Not enough for Older Canadians in Fall Budget Update

The 2022 Fall Economic Statement, released November 3 outlines the government’s plan to “continue to help Canadians with the cost of living and building a Canada where nobody gets left behind.”

CARP, Canada’s largest advocacy agency on behalf of Canadians aged 65 and above is concerned that very little in the update is directed at older Canadians. According to Statistics Canada, the number of seniors aged 65 and older is growing 6x faster than children 0-14.  As well, the number of persons aged 85 and older has doubled since 2001, reaching 861,000 in 2021. According to population projections, this number could triple by 2046.

Bill VanGorder comments, “Older Canadians are a growing economic and politically influential group.  The needs of older Canadians are increasingly relevant and significant as our population ages.  They are a growing economic and politically influential group.  We’d expect to see far more in the budget update directed at older Canadians.  Most of what we did see were repeat announcements.”

None of the key demands CARP brought before the Federal Finance Committee last fall were implemented:

  1. That the government boost Old Age Security (“OAS”) by 10% for people 65 to 74.
  2. That the government increase the Canada Pension Plan (“CPP”) Survivor Benefit by 25% for people 65 and older—from 60% to 75% and remove the benefit ceiling that negatively impacts a surviving spouse.
  3. That the government eliminate current mandatory RRIF withdrawal rules.
  4. That the government amend the Bankruptcy and Insolvency Act and the Companies’ Creditors Arrangement Act to give pensioners ‘super-priority’ status and create a pension insurance program that insures 100% of pension liabilities.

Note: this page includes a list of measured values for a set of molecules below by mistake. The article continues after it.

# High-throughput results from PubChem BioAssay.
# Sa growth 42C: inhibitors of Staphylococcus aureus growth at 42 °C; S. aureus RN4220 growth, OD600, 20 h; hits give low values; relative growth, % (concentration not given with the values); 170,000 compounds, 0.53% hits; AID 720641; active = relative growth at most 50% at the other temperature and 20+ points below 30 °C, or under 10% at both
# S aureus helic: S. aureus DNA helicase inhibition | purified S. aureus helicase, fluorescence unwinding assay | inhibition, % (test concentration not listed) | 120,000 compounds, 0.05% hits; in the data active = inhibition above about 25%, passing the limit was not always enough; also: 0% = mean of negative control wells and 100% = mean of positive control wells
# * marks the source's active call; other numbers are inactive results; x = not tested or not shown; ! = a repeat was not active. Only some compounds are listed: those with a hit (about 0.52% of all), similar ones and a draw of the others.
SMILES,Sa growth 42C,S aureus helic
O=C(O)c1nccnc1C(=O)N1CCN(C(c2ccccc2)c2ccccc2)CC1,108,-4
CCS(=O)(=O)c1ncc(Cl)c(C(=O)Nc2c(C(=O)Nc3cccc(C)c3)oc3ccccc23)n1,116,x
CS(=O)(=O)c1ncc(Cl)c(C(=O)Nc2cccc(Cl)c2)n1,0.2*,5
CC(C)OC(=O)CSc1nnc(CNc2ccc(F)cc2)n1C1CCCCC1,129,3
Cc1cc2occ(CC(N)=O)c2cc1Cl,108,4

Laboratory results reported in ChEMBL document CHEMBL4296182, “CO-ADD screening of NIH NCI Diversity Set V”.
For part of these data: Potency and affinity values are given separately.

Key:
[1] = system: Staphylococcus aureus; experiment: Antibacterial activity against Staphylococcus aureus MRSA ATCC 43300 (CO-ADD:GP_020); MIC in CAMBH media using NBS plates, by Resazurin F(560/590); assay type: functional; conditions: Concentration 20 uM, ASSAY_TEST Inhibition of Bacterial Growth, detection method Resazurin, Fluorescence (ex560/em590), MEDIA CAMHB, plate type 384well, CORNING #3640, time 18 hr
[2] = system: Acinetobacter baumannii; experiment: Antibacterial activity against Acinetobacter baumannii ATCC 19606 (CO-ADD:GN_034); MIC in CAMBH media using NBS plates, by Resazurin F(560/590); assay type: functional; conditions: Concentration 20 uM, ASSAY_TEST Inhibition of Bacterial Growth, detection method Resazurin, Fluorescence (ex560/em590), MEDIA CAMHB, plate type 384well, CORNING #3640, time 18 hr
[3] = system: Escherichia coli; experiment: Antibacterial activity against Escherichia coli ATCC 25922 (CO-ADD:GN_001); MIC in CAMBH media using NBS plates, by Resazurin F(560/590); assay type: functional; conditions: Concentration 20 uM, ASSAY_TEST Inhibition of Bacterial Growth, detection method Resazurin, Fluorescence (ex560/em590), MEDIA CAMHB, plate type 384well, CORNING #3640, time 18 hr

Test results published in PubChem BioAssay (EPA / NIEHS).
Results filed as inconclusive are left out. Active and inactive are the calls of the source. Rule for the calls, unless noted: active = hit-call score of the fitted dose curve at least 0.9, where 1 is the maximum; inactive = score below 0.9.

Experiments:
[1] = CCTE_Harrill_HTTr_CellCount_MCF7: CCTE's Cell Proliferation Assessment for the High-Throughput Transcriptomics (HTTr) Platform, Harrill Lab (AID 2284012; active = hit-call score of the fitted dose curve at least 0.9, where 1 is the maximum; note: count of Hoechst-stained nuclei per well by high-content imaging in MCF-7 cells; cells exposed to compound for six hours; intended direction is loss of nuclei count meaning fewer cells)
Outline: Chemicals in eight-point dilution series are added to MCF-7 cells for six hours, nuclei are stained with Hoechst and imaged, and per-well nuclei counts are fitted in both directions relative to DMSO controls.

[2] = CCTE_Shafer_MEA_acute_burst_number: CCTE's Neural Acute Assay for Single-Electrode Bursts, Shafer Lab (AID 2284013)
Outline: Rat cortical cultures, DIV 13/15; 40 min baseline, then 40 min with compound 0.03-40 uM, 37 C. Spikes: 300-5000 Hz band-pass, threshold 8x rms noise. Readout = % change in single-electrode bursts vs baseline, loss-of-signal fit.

5. That the government make the Canada Caregiver Tax Credit a refundable tax credit, or a rebate.
  6. That the government commit to preventive care by fully funding three leading vaccines for all adults over age 65, for high-dose flu, the new (and more effective) shingles vaccine and pneumococcal vaccine.

CARP is pleased to see:

  1. The $4 billion over six years, beginning in 2023, towards automatic advance payments of the Canada Workers Benefit.  Many older Canadians are still in the workplace.
  2. The $1.02 billion to Service Canada to process Employment Insurance (EI) and Old Age Security (OAS) claims faster will be meaningful for those in our demographic who receive OAS.
  3. The support for those impacted by Hurricane Fiona. In rural Atlantic Canada, seniors, were especially hit hard, particularly in rural areas.
  4. The launching of negotiations with payment card networks, financial institutions, acquirers, payment processors, and businesses to lower credit card transaction fees for small businesses through amendments to the Payment Cards Networks.

SOURCE: CARP, Canada’s largest advocacy agency on behalf of Canadians aged 65 and above.

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